I recently picked up thie short novel and read it in just a couple of sittings- it is more a novella than a full novel, and is a delightful read. Irrungen WIrrungen, published in 1888, is one of Fontane's Berlin novels; the events take place in the Berlin of the 1870s. The novel lacks the tragic drama of Unwiederbringlich (see my review) or of his masterpiece Effi Briest, but it is a beautifully crafted piece of fiction and Fontane's trademark sunny melancholy is apparent throughout.
The novel deals with the impossible relationship between an aristocratic calvary officer (Botho von Rienäcker) and a seamstress from the lower class (Lene Nimptsch). Irrungen Wirrungen must have pushed the boundaries of literary propriety of the times, since Lene is depicted as an independent, sexually active single woman, who chooses to love Botho even though she knows the affair can go nowhere. The Baron is attracted to Lene's sweetness, but also to her authenticity and honesty - something he finds lacking in his peers.
The high point of the story takes place precisely midpoint in the narrative when the couple makes an overnight getaway to Hankels Ablage, a small resort hotel just outside Berlin. There, far from the the madding crowd, in the tranquility of nature, the young lovers can relax and enjoy each other's company. The magical spell abruptly dissipates the next morning with the arrival of several Botho's officer friends in the company of some high-class prostitutes. Lene now clearly sees the impossibility of her situation and breaks with Botho:
"Du liebst mich und bist schwach. Daran ist nichts zu ändern. Alle schönen Männer sind schwach und der Stärkre beherrscht sie... Und der Stärkre... ja, wer ist dieser Stärkre? Nun entweder ist's deine Mutter, oder das Gerede der Menschen, oder die Verhältnisse. Oder vielleicht alles drei."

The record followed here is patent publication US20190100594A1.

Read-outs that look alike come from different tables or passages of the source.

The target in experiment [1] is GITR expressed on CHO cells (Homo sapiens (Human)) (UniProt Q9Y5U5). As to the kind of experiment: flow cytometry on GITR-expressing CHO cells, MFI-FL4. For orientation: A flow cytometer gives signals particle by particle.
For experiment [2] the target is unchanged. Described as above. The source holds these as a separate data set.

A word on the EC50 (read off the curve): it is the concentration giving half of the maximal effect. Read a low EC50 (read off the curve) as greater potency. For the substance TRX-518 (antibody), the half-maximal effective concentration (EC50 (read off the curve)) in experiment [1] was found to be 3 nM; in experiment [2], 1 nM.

("You do love me but you are weak. Nothing can change this. Handsome men are all weak and are controlled by something stronger. And that stronger force - well what or who is this stronger one? Either it's your mother, or the gossip, or just society. Or maybe it's all three...")
Botho has to agree with Lene's assessment, and gives up his one chance for happiness.
The peripheral figures in Irrungen Wirrungen are vividly drawn by Fontane. Both Botho and Lene end up in loveless marriages: Botho with a young countess whose constant chatter exasperates him (but is quite amusing to the reader). Lene marries an emotionally repressed factory owner who had fallen into some kind of fundamentalist Christian sect during a sojurn in America.
The tone of Irrungen Wirrungen is resigned melancholy. Resignation at the transience of happiness ("Dann lebt man ohne Glück," Lene says at one point). Resignation at the transience of life - the death of Lene's foster mother is a central scene, as is Botho's pilgrimage to her grave. These are themes that Fontane takes up to greater effect in his later novels, but this novella is a thoroughly enjoyable "warm up" exercise by the great writer.
The novel has been translated into English as On Tangled Paths by Peter James Bowman and is available through Penguin Classics. I was able to download the orignial German version for free at Amazon Kindle.